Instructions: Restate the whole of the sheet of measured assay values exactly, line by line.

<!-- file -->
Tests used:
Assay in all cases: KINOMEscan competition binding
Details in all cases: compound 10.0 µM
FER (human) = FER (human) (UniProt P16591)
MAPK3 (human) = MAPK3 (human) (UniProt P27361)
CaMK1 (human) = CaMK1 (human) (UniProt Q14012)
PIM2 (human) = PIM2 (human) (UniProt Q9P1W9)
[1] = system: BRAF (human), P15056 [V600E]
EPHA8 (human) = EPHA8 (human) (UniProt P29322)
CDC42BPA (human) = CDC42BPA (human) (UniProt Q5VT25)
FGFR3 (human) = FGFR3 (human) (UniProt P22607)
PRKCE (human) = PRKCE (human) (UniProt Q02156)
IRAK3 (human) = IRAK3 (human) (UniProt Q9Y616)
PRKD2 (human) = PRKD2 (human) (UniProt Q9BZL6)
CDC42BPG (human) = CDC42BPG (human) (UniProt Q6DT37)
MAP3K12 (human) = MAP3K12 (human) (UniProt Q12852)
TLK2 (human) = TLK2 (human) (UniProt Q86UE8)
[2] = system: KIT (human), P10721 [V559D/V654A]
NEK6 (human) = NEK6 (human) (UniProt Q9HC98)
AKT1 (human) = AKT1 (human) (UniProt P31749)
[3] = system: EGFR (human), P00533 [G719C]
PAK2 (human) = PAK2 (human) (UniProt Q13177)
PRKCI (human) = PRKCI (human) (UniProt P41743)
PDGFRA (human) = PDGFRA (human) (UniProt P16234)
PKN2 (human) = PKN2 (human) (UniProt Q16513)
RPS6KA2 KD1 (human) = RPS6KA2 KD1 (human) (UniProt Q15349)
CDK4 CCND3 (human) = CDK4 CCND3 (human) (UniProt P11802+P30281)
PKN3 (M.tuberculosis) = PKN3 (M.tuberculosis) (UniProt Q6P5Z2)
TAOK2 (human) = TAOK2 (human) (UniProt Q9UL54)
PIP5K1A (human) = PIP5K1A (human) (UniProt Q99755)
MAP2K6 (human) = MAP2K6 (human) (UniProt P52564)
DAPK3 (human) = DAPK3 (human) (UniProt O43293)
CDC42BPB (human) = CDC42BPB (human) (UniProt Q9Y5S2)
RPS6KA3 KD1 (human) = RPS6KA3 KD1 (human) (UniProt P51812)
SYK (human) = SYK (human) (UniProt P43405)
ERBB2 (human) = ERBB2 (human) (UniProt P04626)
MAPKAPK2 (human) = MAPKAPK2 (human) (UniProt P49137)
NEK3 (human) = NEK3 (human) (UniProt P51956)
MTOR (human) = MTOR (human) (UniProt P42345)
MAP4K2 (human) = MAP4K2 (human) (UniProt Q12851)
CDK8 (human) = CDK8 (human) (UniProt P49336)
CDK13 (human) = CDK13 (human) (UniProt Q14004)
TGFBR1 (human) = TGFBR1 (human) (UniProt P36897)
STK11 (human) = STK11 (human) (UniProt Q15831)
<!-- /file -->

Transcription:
Tests used:
Assay in all cases: KINOMEscan competition binding
Details in all cases: compound 10.0 µM
FER (human) = FER (human) (UniProt P16591)
MAPK3 (human) = MAPK3 (human) (UniProt P27361)
CaMK1 (human) = CaMK1 (human) (UniProt Q14012)
PIM2 (human) = PIM2 (human) (UniProt Q9P1W9)
[1] = system: BRAF (human), P15056 [V600E]
EPHA8 (human) = EPHA8 (human) (UniProt P29322)
CDC42BPA (human) = CDC42BPA (human) (UniProt Q5VT25)
FGFR3 (human) = FGFR3 (human) (UniProt P22607)
PRKCE (human) = PRKCE (human) (UniProt Q02156)
IRAK3 (human) = IRAK3 (human) (UniProt Q9Y616)
PRKD2 (human) = PRKD2 (human) (UniProt Q9BZL6)
CDC42BPG (human) = CDC42BPG (human) (UniProt Q6DT37)
MAP3K12 (human) = MAP3K12 (human) (UniProt Q12852)
TLK2 (human) = TLK2 (human) (UniProt Q86UE8)
[2] = system: KIT (human), P10721 [V559D/V654A]
NEK6 (human) = NEK6 (human) (UniProt Q9HC98)
AKT1 (human) = AKT1 (human) (UniProt P31749)
[3] = system: EGFR (human), P00533 [G719C]
PAK2 (human) = PAK2 (human) (UniProt Q13177)
PRKCI (human) = PRKCI (human) (UniProt P41743)
PDGFRA (human) = PDGFRA (human) (UniProt P16234)
PKN2 (human) = PKN2 (human) (UniProt Q16513)
RPS6KA2 KD1 (human) = RPS6KA2 KD1 (human) (UniProt Q15349)
CDK4 CCND3 (human) = CDK4 CCND3 (human) (UniProt P11802+P30281)
PKN3 (M.tuberculosis) = PKN3 (M.tuberculosis) (UniProt Q6P5Z2)
TAOK2 (human) = TAOK2 (human) (UniProt Q9UL54)
PIP5K1A (human) = PIP5K1A (human) (UniProt Q99755)
MAP2K6 (human) = MAP2K6 (human) (UniProt P52564)
DAPK3 (human) = DAPK3 (human) (UniProt O43293)
CDC42BPB (human) = CDC42BPB (human) (UniProt Q9Y5S2)
RPS6KA3 KD1 (human) = RPS6KA3 KD1 (human) (UniProt P51812)
SYK (human) = SYK (human) (UniProt P43405)
ERBB2 (human) = ERBB2 (human) (UniProt P04626)
MAPKAPK2 (human) = MAPKAPK2 (human) (UniProt P49137)
NEK3 (human) = NEK3 (human) (UniProt P51956)
MTOR (human) = MTOR (human) (UniProt P42345)
MAP4K2 (human) = MAP4K2 (human) (UniProt Q12851)
CDK8 (human) = CDK8 (human) (UniProt P49336)
CDK13 (human) = CDK13 (human) (UniProt Q14004)
TGFBR1 (human) = TGFBR1 (human) (UniProt P36897)
STK11 (human) = STK11 (human) (UniProt Q15831)